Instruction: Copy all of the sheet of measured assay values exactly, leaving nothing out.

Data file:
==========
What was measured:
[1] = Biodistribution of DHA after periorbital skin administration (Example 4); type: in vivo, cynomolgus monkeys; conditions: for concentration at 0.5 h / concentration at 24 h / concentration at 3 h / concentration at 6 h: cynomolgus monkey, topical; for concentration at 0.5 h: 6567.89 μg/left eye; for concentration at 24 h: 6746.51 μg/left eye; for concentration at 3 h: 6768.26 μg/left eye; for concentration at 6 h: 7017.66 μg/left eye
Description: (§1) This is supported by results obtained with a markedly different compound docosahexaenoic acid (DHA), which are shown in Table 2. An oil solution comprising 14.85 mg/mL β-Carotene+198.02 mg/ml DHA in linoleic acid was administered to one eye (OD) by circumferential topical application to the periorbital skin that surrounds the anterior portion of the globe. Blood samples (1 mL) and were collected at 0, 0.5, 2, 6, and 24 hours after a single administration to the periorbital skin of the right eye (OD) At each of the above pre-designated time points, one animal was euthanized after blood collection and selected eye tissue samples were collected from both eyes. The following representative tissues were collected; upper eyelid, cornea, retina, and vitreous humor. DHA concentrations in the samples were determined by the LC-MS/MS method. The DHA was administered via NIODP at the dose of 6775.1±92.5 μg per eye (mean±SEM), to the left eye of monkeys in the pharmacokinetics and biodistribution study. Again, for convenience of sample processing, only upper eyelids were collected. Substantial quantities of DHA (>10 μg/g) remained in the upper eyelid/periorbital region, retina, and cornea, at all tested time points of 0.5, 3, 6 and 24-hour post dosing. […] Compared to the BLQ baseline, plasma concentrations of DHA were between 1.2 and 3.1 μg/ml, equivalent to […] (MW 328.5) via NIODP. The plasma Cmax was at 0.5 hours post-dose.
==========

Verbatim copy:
What was measured:
[1] = Biodistribution of DHA after periorbital skin administration (Example 4); type: in vivo, cynomolgus monkeys; conditions: for concentration at 0.5 h / concentration at 24 h / concentration at 3 h / concentration at 6 h: cynomolgus monkey, topical; for concentration at 0.5 h: 6567.89 μg/left eye; for concentration at 24 h: 6746.51 μg/left eye; for concentration at 3 h: 6768.26 μg/left eye; for concentration at 6 h: 7017.66 μg/left eye
Description: (§1) This is supported by results obtained with a markedly different compound docosahexaenoic acid (DHA), which are shown in Table 2. An oil solution comprising 14.85 mg/mL β-Carotene+198.02 mg/ml DHA in linoleic acid was administered to one eye (OD) by circumferential topical application to the periorbital skin that surrounds the anterior portion of the globe. Blood samples (1 mL) and were collected at 0, 0.5, 2, 6, and 24 hours after a single administration to the periorbital skin of the right eye (OD) At each of the above pre-designated time points, one animal was euthanized after blood collection and selected eye tissue samples were collected from both eyes. The following representative tissues were collected; upper eyelid, cornea, retina, and vitreous humor. DHA concentrations in the samples were determined by the LC-MS/MS method. The DHA was administered via NIODP at the dose of 6775.1±92.5 μg per eye (mean±SEM), to the left eye of monkeys in the pharmacokinetics and biodistribution study. Again, for convenience of sample processing, only upper eyelids were collected. Substantial quantities of DHA (>10 μg/g) remained in the upper eyelid/periorbital region, retina, and cornea, at all tested time points of 0.5, 3, 6 and 24-hour post dosing. […] Compared to the BLQ baseline, plasma concentrations of DHA were between 1.2 and 3.1 μg/ml, equivalent to […] (MW 328.5) via NIODP. The plasma Cmax was at 0.5 hours post-dose.